If you can’t or don’t want to follow these basic firearms safety rules, don’t own a gun. It only gets more complex from here.

Keep it Secret, Keep it Safe

The next step of basic gun ownership is to control access to your gun(s). There are two pieces to this, and the first is by far the most important: do not tell people you are a gun owner. I can’t believe how many people brag about their guns to people they barely know. Every person you tell that you have a gun now knows where to go to get a gun. And every person they tell knows the same. You can’t control how far that information goes once it’s out of the bag, so don’t tell anyone. If you live with others, make them promise not to tell anyone either. Make it serious, make sure they know the consequences, and then zip your lips.

A lot of mass shootings are perpetrated by people who steal guns from relatives or friends. As a gun owner, you should be aware that a gun does not care who fires it, and you should take ownership of keeping your guns out of the wrong hands. It’s much easier to do that if no one in your immediate social circle knows you own guns.

Secondly, as a gun owner you should take appropriate measures to keep your guns secure in your home. This can take different forms depending on how many people live with you, and whether any of them are children, mentally ill, or untrustworthy.

The most basic step you can take is to keep your guns stored with the firing chamber empty. That alone decreases the odds of all sorts of accidents happening, and frankly if a self-defense scenario comes down to the amount of time you need to rack a slide, you’ve already lost. There are zero practical reasons to store guns locked and loaded. So don’t do it.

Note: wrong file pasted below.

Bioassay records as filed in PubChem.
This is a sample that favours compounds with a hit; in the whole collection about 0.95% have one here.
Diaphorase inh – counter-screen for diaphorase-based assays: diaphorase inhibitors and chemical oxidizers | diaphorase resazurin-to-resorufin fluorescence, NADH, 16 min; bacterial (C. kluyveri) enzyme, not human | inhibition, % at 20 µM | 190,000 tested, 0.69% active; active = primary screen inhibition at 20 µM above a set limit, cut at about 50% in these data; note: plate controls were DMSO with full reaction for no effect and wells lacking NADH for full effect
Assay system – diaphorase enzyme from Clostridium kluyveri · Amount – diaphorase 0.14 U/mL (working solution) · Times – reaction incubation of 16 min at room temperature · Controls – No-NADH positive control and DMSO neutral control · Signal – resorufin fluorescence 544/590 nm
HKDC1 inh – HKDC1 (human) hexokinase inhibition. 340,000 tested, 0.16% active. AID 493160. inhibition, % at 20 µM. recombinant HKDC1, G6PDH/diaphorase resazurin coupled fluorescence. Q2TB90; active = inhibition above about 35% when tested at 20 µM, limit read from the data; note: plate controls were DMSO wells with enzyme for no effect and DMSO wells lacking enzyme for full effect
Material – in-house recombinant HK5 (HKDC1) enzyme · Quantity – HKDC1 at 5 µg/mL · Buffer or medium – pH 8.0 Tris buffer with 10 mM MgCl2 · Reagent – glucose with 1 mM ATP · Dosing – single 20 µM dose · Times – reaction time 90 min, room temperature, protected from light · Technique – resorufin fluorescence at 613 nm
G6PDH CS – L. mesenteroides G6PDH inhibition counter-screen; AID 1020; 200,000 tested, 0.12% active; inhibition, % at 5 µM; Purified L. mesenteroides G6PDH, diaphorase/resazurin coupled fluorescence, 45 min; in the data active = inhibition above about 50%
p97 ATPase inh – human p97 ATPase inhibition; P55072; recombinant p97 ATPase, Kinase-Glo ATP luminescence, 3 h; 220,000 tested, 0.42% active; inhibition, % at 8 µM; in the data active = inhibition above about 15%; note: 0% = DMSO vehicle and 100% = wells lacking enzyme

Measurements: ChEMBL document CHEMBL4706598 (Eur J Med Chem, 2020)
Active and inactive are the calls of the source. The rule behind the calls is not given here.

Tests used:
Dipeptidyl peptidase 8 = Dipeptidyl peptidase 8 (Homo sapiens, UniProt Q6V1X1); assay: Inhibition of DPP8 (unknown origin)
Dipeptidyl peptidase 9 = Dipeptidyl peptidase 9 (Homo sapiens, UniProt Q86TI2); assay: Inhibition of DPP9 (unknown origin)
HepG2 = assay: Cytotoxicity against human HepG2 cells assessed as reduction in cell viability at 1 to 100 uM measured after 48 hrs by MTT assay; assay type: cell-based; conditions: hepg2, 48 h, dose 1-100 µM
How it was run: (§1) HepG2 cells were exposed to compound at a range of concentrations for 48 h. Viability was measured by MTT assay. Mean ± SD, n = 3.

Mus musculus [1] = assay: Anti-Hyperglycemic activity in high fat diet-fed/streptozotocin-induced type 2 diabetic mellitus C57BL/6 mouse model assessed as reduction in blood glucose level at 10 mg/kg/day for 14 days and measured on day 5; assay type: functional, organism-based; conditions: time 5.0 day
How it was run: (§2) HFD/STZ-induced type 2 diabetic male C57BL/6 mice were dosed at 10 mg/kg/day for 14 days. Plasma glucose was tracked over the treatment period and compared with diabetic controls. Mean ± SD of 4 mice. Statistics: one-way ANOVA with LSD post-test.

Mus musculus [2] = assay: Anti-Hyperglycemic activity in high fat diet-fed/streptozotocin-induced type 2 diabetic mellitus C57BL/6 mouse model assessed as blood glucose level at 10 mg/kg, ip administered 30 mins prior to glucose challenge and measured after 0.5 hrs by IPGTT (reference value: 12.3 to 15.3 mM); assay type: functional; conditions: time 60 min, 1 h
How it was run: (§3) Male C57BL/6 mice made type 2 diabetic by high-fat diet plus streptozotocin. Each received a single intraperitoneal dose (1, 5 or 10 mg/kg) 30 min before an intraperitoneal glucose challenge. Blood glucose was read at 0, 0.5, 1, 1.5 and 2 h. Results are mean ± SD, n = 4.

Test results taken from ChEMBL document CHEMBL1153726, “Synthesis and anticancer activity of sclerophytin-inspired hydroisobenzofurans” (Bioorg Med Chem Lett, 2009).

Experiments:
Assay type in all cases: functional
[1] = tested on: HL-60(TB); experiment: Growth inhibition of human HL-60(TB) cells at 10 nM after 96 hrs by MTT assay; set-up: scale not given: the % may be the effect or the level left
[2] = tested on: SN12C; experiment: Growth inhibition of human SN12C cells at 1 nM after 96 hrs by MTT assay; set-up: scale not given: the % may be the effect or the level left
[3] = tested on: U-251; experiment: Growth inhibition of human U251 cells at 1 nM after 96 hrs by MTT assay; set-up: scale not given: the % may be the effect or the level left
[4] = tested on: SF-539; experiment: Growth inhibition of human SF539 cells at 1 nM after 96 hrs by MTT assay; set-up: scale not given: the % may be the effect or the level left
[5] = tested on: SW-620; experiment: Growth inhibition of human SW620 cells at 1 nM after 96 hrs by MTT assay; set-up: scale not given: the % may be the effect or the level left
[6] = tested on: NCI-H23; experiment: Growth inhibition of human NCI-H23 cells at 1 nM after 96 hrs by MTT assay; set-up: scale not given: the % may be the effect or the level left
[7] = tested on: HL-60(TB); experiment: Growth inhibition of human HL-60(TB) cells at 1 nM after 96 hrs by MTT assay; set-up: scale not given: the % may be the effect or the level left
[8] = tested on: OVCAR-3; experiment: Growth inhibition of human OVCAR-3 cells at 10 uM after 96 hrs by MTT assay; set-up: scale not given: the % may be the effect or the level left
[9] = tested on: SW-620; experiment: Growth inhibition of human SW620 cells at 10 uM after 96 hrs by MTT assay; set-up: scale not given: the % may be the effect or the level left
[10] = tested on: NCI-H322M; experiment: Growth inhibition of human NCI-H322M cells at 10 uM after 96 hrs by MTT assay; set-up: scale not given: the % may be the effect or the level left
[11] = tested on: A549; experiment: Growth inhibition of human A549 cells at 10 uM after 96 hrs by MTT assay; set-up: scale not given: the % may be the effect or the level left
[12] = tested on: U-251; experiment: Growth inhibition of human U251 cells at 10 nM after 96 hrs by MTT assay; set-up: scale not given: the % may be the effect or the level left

Moving up a step, if you live with others it is a good idea to lock your guns up and separate the gun from the ammunition. Buy a safe or a hard case with a padlock, and do not store the guns loose in drawers or closets. When I lived with roommates this is what I did.

If you live with children, you should buy a serious safe and store all guns and gun paraphernalia there. Leave nothing lying around — not your guns, not your ammo, not your cleaning kits, and none of the peripherals. No child should have the ability to access your firearms, ever. I’ll go so far as to say that no person under the age of 15 should have access to firearms at all. If I can’t trust you to drive, I don’t trust you to shoot. I recognize that among gun owners I would be in the extreme minority in that opinion, and I frankly do not care. Giving a child the power of life and death is the height of irresponsibility. Children shoot people in the US all the time, and that’s just stupid.

Finally, if you live with someone who is mentally ill (or just plain untrustworthy for any reason, including basic stupidity), do NOT own a gun. Period, full stop. Get that risk out of your home.

In general, I would argue that if you feel that you must own guns, and you live with others, you should take steps to reduce the number of guns you own as a matter of course, because it makes all of this easier. I’ll talk more on that in a minute.

Know and Monitor Your Mental State

Mental health gets a lot of play in the current gun debate, and there’s a pretty good reason why — it’s a convenient excuse for violence. You can’t turn on the TV without seeing politicians harping about how mental health treatment would reduce mass shootings. My personal opinion is that most rampage shooters are actually fairly sane, and mental health screening would only pick up a few of them. Most of them seem like they are just pissed off, lack emotional control, and would probably dodge a mental health check anyway.

No, the real reason why mental health is important to gun ownership is that more than half of the gun deaths in the US are due to suicide. Depression is a mental health issue that we should take into account.

If you are a gun owner, therefore, you need to take responsibility for your mental health. If you feel that you are becoming depressed, or are ideating on violence, it is your job to seek treatment. Do not wait until the intrusive thoughts overwhelm you. Get treatment. There’s no shame in it, and even if you think there is, it is certainly much less than the shame of committing unjustified violence.

If you can’t or don’t want to do that, and especially if you think mental healthcare is not real or for pussies, I would strongly advise not owning a gun.